This paper looks at what counts as a variable in human epigenetics, and at how a combinatorial approach in postgenomic research is producing novel accounts of experience, embodiment, and inheritance, while also throwing up problems of interdisciplinary methods. When it comes to epigenetics, the question, “what matters, and how?” passes through a network of distinct disciplinary conventions of identification, assembled - sometimes speculatively - into cause and effect. Moreover, the process of identifying life experiences as biologically significant often follows established narrative conventions of understanding human life within different disciplines – commonly, psychological and sociological approaches – while also urging reconceptualisations of their significance and processes.. Full details
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20 March 201913:30

Longitudinal Data Analysis for Social Scientists

In this workshop you will learn about the principles of longitudinal data analysis; when it should be used and the advantages and disadvantages of longitudinal methods. Full details
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25 March 201915:30

EGENIS seminar series: "Citizen-Led Science and Participatory Science and Technology Studies" Dr Ernesto Schwartz-Marin (University of Exeter)

Abstract to follow. Full details
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29 March 2019

Alastair Wilson (Birmingham): 'Emergent Contingency'

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15 April 201915:30

EGENIS seminar series: "Developing a cross cultural comparison of child mental health: stories from the field", Dr Ginny Russell, Dr Abby Russell & Daisy Elliott (University of Exeter)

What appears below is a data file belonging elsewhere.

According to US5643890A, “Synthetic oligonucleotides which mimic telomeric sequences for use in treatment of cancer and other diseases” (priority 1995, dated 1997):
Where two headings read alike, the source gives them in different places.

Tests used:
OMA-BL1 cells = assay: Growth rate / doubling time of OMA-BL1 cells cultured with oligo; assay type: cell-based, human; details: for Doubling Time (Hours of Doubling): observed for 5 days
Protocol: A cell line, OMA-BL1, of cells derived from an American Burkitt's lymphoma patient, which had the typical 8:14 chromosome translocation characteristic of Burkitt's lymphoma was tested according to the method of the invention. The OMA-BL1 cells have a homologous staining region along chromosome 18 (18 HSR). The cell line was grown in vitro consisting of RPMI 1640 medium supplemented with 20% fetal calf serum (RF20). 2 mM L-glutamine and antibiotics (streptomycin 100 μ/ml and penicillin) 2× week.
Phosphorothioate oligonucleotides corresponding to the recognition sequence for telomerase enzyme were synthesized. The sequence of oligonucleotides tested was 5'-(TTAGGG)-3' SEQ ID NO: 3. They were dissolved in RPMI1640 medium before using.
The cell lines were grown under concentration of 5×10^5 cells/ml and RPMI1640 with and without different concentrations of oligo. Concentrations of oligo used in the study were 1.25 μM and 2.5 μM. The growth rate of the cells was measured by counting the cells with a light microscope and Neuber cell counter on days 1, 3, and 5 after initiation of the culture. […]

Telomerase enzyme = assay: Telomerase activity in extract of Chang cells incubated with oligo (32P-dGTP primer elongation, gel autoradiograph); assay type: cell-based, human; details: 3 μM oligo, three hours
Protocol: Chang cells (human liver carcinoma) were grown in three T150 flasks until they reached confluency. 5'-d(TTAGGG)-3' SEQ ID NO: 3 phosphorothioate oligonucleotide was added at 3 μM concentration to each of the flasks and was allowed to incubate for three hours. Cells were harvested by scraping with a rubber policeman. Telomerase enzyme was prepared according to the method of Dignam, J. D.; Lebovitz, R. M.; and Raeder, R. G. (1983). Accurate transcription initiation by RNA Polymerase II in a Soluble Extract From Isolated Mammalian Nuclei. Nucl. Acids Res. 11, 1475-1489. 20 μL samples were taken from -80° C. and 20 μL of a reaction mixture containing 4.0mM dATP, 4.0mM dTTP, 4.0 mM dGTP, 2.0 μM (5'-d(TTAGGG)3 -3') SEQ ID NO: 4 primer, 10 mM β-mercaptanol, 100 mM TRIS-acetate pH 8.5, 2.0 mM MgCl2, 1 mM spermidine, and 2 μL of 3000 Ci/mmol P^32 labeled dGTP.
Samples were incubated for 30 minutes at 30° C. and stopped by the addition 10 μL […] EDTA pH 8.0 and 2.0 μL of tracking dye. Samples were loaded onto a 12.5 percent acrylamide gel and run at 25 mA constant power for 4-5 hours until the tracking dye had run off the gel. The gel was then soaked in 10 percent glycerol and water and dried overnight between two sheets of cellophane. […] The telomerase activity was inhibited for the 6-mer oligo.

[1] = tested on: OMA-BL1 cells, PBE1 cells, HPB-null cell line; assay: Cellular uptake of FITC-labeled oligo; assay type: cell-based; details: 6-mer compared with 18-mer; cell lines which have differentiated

In this seminar we want to examine differing cultural understandings of child mental health gleaned from our recent working visits to Peru, India and Vietnam. We will each give a brief introduction to the history of one region, our host institutions, and the understandings of child mental health that we gleaned, using photos to illustrate. We hope to discuss how to synthesise culturally informed understandings about children’s mental health in a planned trans-national comparison. We will have a particular focus on girls’ mental health and gender inequality. Full details
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30 April 2019

Mog Stapleton (Edinburgh): 'Enacting Education'

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1 May 201913:00

Agent-based modelling (ABM) theory and examples for Social Scientists

Agent-based modelling (ABM) is an analytical method that has become very popular within the social sciences. It allows researchers to represent and investigate the emergence of structures at the macro or societal level as the result of the learning and adaptation of individual components and the way in which they interact with one another. Full details
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20 May 201915:30